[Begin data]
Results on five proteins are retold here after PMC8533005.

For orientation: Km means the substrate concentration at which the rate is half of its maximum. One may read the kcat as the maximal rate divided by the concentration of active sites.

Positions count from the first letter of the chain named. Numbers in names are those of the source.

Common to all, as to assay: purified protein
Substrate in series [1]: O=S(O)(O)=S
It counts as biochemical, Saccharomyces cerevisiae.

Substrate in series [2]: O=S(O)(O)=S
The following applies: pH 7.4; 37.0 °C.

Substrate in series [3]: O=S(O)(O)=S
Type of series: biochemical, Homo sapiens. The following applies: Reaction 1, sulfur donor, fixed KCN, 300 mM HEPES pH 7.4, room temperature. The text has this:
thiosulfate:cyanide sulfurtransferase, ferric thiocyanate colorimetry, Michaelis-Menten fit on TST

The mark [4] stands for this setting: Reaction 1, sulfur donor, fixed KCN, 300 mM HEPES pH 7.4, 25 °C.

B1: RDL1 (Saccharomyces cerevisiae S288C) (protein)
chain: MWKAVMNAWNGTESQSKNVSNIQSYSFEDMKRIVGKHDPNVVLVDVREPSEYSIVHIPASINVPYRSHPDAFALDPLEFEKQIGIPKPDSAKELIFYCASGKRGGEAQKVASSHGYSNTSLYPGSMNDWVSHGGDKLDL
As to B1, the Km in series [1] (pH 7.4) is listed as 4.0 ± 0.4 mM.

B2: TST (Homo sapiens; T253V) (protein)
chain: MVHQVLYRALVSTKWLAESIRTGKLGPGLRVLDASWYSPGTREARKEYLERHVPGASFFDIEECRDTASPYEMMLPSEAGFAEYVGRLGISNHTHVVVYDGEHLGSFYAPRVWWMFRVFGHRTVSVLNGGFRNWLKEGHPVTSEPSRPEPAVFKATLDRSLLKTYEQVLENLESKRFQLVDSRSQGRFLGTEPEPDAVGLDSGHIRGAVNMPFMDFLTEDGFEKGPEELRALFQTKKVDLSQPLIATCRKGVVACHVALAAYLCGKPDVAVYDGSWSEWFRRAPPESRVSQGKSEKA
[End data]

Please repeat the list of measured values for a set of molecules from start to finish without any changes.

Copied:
Results on five proteins are retold here after PMC8533005.

For orientation: Km means the substrate concentration at which the rate is half of its maximum. One may read the kcat as the maximal rate divided by the concentration of active sites.

Positions count from the first letter of the chain named. Numbers in names are those of the source.

Common to all, as to assay: purified protein
Substrate in series [1]: O=S(O)(O)=S
It counts as biochemical, Saccharomyces cerevisiae.

Substrate in series [2]: O=S(O)(O)=S
The following applies: pH 7.4; 37.0 °C.

Substrate in series [3]: O=S(O)(O)=S
Type of series: biochemical, Homo sapiens. The following applies: Reaction 1, sulfur donor, fixed KCN, 300 mM HEPES pH 7.4, room temperature. The text has this:
thiosulfate:cyanide sulfurtransferase, ferric thiocyanate colorimetry, Michaelis-Menten fit on TST

The mark [4] stands for this setting: Reaction 1, sulfur donor, fixed KCN, 300 mM HEPES pH 7.4, 25 °C.

B1: RDL1 (Saccharomyces cerevisiae S288C) (protein)
chain: MWKAVMNAWNGTESQSKNVSNIQSYSFEDMKRIVGKHDPNVVLVDVREPSEYSIVHIPASINVPYRSHPDAFALDPLEFEKQIGIPKPDSAKELIFYCASGKRGGEAQKVASSHGYSNTSLYPGSMNDWVSHGGDKLDL
As to B1, the Km in series [1] (pH 7.4) is listed as 4.0 ± 0.4 mM.

B2: TST (Homo sapiens; T253V) (protein)
chain: MVHQVLYRALVSTKWLAESIRTGKLGPGLRVLDASWYSPGTREARKEYLERHVPGASFFDIEECRDTASPYEMMLPSEAGFAEYVGRLGISNHTHVVVYDGEHLGSFYAPRVWWMFRVFGHRTVSVLNGGFRNWLKEGHPVTSEPSRPEPAVFKATLDRSLLKTYEQVLENLESKRFQLVDSRSQGRFLGTEPEPDAVGLDSGHIRGAVNMPFMDFLTEDGFEKGPEELRALFQTKKVDLSQPLIATCRKGVVACHVALAAYLCGKPDVAVYDGSWSEWFRRAPPESRVSQGKSEKA